The Case for R. 'Rosa Mundi'
Ruth Jacobson, Seattle, Washington
Rhododendron 'Rosa Mundi' is a living argument for more dimension in the considerations given a plant by people in awarding stars. The extra dimension needed is that of time, "blooming time." There are so many beauties performing on the midseason stage that our eyes flit from one to another and scarcely know where to stop, but 'Rosa Mundi' steps forth courageously anytime from Christmas until March in the Puget Sound area. Sometimes she is punished for such foolhardiness, but still she blooms profusely year after year, never taking a vacation as some of her fussier sisters do.
More often than not, 'Rosa Mundi' blooms with Prumis subhirtella rosea (commonly called Whitcombi in the trade), and their lively pink hues match exactly. Softer pink-hued Prunus subhirtella autumnalis is also a boon companion.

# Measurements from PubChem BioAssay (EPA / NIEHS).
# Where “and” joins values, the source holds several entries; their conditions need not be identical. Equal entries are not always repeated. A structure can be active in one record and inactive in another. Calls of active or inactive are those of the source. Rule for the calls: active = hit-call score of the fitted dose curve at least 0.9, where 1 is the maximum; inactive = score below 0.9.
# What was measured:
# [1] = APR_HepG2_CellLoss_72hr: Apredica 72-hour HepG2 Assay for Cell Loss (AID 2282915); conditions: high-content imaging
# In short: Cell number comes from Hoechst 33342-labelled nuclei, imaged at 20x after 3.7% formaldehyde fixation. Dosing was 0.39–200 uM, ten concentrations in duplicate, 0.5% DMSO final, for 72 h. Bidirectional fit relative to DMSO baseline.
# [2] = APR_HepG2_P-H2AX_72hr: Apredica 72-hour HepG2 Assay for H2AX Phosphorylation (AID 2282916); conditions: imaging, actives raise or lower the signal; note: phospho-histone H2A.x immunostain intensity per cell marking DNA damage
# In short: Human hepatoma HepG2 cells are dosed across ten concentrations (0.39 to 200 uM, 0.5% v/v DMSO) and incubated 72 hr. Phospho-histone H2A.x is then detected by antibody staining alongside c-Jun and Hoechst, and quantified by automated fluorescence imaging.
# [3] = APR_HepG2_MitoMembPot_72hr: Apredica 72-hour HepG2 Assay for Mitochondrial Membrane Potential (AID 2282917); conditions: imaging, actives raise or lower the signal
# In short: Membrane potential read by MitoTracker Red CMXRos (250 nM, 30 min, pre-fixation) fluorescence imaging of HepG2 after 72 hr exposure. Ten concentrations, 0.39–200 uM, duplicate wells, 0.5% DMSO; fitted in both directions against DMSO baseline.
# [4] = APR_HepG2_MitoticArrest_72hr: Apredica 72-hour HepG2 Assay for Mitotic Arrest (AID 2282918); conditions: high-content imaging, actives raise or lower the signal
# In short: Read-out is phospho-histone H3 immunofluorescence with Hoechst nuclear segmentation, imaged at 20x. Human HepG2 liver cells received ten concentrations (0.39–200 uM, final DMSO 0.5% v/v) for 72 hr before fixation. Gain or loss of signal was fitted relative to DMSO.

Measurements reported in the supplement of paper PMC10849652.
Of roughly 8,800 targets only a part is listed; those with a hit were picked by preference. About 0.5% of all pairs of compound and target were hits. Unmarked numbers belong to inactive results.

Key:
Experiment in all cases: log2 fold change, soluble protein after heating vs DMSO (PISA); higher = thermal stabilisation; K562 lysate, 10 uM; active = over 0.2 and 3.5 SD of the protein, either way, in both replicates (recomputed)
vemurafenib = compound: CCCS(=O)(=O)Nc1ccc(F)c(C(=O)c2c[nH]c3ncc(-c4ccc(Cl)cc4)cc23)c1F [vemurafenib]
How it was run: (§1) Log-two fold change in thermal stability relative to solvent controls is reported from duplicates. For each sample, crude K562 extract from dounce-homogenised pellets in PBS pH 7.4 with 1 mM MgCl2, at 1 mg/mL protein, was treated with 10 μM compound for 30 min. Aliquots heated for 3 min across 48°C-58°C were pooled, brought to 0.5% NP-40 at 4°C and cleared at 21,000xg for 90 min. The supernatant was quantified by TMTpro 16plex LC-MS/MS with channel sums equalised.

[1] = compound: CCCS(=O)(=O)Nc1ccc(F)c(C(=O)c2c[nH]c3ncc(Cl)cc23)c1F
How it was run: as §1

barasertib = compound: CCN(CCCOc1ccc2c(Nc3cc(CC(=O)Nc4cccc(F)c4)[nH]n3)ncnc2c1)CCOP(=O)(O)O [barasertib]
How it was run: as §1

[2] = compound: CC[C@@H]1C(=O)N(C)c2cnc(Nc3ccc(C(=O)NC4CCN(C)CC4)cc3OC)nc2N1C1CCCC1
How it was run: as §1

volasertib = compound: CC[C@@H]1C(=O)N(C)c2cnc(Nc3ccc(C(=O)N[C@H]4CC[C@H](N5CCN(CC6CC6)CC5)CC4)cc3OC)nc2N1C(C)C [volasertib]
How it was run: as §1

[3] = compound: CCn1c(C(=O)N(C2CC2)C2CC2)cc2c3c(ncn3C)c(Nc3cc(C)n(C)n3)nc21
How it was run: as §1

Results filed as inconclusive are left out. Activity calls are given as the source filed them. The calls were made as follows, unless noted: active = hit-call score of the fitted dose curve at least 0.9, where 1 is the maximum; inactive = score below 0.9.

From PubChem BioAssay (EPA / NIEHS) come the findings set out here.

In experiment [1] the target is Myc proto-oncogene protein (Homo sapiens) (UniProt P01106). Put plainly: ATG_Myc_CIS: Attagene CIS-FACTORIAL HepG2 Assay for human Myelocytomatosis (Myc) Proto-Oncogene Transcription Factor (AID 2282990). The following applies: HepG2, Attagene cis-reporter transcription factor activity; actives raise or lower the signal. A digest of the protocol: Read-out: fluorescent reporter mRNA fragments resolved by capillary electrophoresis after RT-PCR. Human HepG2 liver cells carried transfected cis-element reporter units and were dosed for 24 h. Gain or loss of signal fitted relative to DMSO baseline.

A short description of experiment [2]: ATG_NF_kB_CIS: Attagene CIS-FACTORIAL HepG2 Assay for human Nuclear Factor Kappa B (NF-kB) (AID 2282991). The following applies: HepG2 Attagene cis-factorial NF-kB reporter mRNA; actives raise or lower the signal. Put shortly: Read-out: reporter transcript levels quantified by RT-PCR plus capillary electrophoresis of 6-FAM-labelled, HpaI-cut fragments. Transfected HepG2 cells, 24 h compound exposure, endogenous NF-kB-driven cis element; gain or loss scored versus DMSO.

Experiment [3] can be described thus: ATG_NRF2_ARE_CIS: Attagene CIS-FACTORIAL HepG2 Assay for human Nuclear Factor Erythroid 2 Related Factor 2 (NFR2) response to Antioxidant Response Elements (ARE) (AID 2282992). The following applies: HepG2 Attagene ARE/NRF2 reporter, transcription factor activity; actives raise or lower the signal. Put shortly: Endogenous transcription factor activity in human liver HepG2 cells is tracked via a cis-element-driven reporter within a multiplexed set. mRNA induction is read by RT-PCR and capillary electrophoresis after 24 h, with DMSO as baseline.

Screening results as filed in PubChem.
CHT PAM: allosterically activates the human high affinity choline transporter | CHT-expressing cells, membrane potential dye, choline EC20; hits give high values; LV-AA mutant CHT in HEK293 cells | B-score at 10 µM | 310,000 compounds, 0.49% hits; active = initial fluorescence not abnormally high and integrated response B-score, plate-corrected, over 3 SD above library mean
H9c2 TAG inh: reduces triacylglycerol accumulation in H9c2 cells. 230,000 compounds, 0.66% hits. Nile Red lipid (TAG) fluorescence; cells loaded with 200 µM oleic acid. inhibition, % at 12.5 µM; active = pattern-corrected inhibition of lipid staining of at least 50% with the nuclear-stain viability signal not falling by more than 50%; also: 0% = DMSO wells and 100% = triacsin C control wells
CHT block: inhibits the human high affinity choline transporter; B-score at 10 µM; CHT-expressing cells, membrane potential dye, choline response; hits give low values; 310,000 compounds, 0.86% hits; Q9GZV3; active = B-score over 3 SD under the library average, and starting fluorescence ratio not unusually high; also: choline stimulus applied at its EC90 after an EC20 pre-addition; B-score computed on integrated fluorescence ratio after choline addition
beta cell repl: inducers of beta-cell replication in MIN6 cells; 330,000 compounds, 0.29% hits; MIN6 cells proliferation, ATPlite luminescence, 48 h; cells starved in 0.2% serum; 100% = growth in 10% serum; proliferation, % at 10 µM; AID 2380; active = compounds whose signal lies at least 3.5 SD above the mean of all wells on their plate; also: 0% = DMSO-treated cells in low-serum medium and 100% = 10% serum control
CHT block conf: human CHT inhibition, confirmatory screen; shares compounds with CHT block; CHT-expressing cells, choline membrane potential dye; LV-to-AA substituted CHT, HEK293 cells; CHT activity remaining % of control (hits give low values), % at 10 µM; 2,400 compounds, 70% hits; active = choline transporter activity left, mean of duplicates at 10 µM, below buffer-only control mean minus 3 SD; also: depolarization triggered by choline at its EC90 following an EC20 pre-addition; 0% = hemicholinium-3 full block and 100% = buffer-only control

So what if her trusses are not of the grand opera type? A thirty-year-old plant will be a well rounded mound of dark green, medium sized leaves that remain for several years back, and every terminal will bear a dainty truss. Flower arrangers consider this plant a "must have" and landscapers use it in conjunction with cherries. Then to cap all these virtues, 'Rosa Mundi' requires only average rhododendron culture.
From a garden that contains four 'Rosa Mundi,' and not that many of any other hybrid, comes the opinion that this plant should be rated not lower than three/three.